In various ways, the plight of youth today can be said to mirror those of their grandparents’ decades ago. The struggle for social acceptance is universal to us all and may be referenced from adolescent memories at one point or another. However, a great divide has been said to exist between the youth of the civil rights movement and the social attitudes of the present generation. In light of the victories achieved by their forefathers, today’s youth are often accused of being apathetic to the ongoing struggles for social justice and equality. Contradictory to this belief, there has been a growing resurgence of youth activism sweeping across the nation.
One emerging leader in this movement is Bro. Phillip Agnew, a Fall 2005 initiate of the Beta Nu chapter, who works to guide the next generation of civil activists. Bro. Agnew began his career as a public servant during his tenure as student body president at Florida Agricultural and Mechanical University (FAMU). There, he worked with his peers from FAMU and neighboring institutions to call attention to community hate crimes and criminal profiling of young adults. He currently serves as the Executive Director of the Dream Defenders, a grassroots coalition whose mission is to improve our nation’s social condition by bringing an end to systems that target, disenfranchise, discriminate, and impoverish select groups. Their message is simple; it is a call to reform policies that purge the inalienable rights of all people. Dreamer activities are driven by youth and empower them to become catalysts of change through education, civic engagement, and political activism.
The Dream Defenders maintain several progressive campaigns across the state of Florida. Recently, the Dreamers’ cause has received national attention for its organized efforts on Florida’s Capitol Hill in response to the controversial verdict in the wrongful death of Trayvon Martin. In this movement, the group is seeking the adoption of Trayvon’s Law – an end to racial profiling, suspension of the school-to-prison pipeline, and the repeal of the Stand Your Ground Law. Within a month, protestors received support from a number of social groups from across the nation. Most notably, the NAACP, Jesse Jackson, Harry Belafonte, and Talib Kweli are the most prominent of the campaign’s endorsers. A number of Alpha men have also taken a stand with the Dreamers to champion this cause. Among them include Bro. Abuznaid (Iota Delta, Florida State University) legal counsel to the Dream Defenders and Bro. Kevin Powell (Delta Iota, Rutgers University) another rising community leader from the state of New Jersey making a mark in our nation’s capital. Despite a month of stage sit-ins, Governor Rick Scott did not fulfill the Dreamers request to convene a special session of legislature to address the state’s “youth crisis.”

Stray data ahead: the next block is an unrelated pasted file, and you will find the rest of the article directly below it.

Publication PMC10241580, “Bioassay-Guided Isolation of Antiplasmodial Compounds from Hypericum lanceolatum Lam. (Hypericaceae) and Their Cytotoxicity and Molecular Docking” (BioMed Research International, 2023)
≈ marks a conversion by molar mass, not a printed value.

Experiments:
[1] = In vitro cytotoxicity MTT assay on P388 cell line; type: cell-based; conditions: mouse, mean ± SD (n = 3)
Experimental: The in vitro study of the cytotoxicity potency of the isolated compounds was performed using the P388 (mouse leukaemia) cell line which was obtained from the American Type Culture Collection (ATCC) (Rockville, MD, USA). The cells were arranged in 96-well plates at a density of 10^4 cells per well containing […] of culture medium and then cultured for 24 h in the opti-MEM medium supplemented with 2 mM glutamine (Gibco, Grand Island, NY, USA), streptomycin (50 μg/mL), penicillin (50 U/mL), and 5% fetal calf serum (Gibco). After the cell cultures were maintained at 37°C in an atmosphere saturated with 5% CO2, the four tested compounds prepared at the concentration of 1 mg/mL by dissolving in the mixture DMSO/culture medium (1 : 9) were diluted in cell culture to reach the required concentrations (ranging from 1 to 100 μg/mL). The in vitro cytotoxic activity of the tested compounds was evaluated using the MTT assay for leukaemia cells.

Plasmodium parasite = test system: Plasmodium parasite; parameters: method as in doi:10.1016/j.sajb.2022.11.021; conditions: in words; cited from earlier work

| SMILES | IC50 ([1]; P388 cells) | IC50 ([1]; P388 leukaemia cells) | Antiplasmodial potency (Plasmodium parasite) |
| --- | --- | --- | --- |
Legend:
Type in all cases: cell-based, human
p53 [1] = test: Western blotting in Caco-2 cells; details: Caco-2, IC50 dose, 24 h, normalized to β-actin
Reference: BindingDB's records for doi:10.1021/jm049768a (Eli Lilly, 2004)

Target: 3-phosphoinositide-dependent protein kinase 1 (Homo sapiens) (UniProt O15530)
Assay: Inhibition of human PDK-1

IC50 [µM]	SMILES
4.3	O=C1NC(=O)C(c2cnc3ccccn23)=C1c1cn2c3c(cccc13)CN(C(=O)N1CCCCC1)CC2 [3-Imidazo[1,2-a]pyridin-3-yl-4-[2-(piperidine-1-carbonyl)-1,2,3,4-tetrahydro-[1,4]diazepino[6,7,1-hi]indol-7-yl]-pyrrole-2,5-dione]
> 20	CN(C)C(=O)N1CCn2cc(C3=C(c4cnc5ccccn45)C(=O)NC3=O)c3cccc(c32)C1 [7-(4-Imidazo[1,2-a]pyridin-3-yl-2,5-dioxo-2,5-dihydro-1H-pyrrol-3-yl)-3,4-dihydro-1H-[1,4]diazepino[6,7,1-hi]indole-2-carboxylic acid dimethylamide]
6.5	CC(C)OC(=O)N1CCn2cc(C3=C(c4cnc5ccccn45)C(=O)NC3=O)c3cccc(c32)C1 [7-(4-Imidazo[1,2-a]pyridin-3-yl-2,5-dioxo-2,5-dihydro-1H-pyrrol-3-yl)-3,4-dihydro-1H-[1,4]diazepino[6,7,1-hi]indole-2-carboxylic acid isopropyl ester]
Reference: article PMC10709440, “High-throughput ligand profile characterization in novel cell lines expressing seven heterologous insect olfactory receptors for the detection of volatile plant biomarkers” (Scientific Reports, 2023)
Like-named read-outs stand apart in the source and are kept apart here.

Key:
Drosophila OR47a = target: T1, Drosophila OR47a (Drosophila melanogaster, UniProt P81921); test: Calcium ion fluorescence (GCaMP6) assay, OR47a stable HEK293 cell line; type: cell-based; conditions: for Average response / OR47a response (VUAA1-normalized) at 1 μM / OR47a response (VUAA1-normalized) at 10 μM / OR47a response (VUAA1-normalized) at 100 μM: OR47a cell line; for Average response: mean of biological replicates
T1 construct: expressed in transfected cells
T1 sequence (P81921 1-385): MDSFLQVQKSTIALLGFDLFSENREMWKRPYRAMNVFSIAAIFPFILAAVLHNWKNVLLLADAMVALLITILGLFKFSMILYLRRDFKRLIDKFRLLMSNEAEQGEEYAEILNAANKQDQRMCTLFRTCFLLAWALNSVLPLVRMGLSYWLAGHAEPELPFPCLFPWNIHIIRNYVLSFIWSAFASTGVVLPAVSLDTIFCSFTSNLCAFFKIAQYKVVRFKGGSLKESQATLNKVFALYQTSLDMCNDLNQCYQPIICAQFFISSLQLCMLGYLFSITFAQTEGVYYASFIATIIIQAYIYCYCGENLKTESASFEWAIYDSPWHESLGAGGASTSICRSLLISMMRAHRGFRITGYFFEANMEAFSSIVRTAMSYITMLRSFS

With the end of the group’s occupation of the state capital in August, a secondary phase of action has been triggered into effect. Though their original request for state legislative hearings on Stand Your Ground laws was denied, the Dream Defenders successfully persuaded Speaker of the House Will Weatherford to call for a subcommittee to host hearings in the fall. The Defenders have secured meetings with the heads of both the Florida Departments of Education and Juvenile Justice to discuss “zero tolerance” school policies. Youth organizers authored a bill, Trayvon’s Law, which they hope will provide state lawmakers a blueprint to amending current policies that aversively target youth and minorities. In addition to filing this bill, the group prompted a legislative poll – a head count to assess legislators’ current position on the issue – to which over 30 state policy makers have noted their support for revision of Stand Your Ground laws. Lastly, the Florida Department of Law Enforcement has agreed to discuss racial profiling policies, where Defenders will have the opportunity to bring experts in the field to testify before the department.
For more information on the Dream Defenders, please visit www.dreamdefenders.org